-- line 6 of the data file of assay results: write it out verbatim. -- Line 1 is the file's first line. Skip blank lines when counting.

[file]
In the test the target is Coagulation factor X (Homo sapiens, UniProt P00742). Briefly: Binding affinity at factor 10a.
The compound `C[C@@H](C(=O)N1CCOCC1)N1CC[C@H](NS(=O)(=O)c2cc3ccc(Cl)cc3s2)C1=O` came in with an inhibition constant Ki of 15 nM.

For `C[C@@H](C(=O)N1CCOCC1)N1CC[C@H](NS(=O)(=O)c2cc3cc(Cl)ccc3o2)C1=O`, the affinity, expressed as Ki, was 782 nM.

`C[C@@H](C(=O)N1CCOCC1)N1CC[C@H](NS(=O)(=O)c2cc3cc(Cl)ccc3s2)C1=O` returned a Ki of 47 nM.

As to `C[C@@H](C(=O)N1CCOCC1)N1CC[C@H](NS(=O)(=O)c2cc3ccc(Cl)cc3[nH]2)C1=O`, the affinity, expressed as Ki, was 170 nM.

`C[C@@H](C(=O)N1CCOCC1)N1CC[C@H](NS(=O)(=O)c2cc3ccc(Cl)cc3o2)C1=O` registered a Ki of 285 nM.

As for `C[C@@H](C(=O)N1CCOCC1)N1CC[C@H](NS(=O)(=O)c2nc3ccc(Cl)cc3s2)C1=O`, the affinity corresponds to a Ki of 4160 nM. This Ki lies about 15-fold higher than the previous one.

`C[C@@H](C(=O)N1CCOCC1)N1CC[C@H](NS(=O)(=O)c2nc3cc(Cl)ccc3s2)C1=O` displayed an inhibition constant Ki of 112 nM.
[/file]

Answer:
`C[C@@H](C(=O)N1CCOCC1)N1CC[C@H](NS(=O)(=O)c2cc3ccc(Cl)cc3o2)C1=O` registered a Ki of 285 nM.